About 10 percent of adults admit that they access Netflix’s subscription content via passwords from another household, according to a new poll conducted by Morning Consult.
The survey, which had the participation of 2,000 U.S. adults from April 15 to 17, further revealed that baby boomers, at 16 percent, were the worst offenders of password sharing, followed by millennials and Gen-Xers both at 9 percent, and Gen-Zers at 7 percent.
Additionally, nearly 30 percent of respondents stated that they subscribe to Netflix but don’t share their password with anyone else, while 17 percent said that they subscribe and share their password with someone they live with and 4 percent said that they share their password with someone they don’t live with.
There also seems to be a market for paid password sharing. The poll showed that one-third of streaming subscribers said that they would “definitely” or “probably” pay a fee to continue to share their password. Roughly half of current password sharers acknowledged that they would consider signing up for their own subscription if they could no longer share an account or password with another individual.
The survey results come on the heels of Netflix’s highly disappointing earnings report earlier this week that revealed that the company shed 200,000 paid subscribers in the first quarter and projected that it would lose 2 million more in the second. The subscriber loss was a first for the company in more than a decade.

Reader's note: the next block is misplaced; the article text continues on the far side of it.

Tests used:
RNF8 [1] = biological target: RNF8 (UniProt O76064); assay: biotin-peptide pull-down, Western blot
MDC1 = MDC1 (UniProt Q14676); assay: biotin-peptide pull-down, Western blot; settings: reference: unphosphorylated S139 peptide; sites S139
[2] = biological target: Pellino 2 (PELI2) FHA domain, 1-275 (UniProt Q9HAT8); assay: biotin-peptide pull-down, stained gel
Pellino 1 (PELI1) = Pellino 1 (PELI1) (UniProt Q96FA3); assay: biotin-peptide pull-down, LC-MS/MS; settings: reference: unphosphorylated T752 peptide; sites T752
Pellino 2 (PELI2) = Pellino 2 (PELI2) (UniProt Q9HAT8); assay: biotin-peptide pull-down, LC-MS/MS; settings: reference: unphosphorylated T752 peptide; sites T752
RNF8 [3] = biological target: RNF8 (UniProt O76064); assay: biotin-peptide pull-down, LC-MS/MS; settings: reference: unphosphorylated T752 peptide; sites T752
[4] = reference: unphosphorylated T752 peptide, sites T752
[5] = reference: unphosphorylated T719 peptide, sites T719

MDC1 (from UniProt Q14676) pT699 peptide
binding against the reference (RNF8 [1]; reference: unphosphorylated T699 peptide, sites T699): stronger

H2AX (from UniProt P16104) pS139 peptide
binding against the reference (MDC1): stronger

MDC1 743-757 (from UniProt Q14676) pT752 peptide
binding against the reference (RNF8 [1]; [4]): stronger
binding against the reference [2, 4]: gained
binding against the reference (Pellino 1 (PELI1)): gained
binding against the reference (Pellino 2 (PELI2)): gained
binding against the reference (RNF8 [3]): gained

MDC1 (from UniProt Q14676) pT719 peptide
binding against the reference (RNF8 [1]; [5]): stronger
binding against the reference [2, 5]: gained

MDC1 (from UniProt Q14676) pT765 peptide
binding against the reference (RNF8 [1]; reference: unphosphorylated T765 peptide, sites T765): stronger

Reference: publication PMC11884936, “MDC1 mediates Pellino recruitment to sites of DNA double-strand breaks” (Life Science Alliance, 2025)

The streaming giant—which still currently boasts 222 million subscribers globally—estimated that more than 30 million U.S. and Canadian households are using shared passwords and an additional 100 million households are doing so worldwide.
“Our relatively high household penetration—when including the large number of households sharing accounts—combined with competition, is creating revenue growth headwinds,” Netflix stated in its quarterly shareholder letter. “Account sharing as a percentage of our paying membership hasn’t changed much over the years, but, coupled with the first factor, means it’s harder to grow membership in many markets, an issue that was obscured by our COVID growth,” it added.
Netflix has suggested that a global crackdown on password sharing could be imminent, with such measures potentially including charging users a fee for sharing their accounts outside of their household. According to Reuters, Netflix already has started charging users in Chile, Costa Rica, and Peru an additional fee to share their accounts with up to two people.
Some analysts, however, were skeptical of the company’s plans. “We don’t believe that this strategy will be the panacea that some investors have outlined over the last few years,” Morningstar analyst Neil Macker told Reuters. “Netflix may be able to squeeze a few more dollars out of some of the primary households, but we think that other ones will look at the new sharing fee as another pricing increase and cancel,” he concluded.
Ethen Kim Lieser is a Washington state-based Finance and Tech Editor who has held posts at Google, The Korea Herald, Lincoln Journal Star, AsianWeek, and Arirang TV. Follow or contact him on LinkedIn.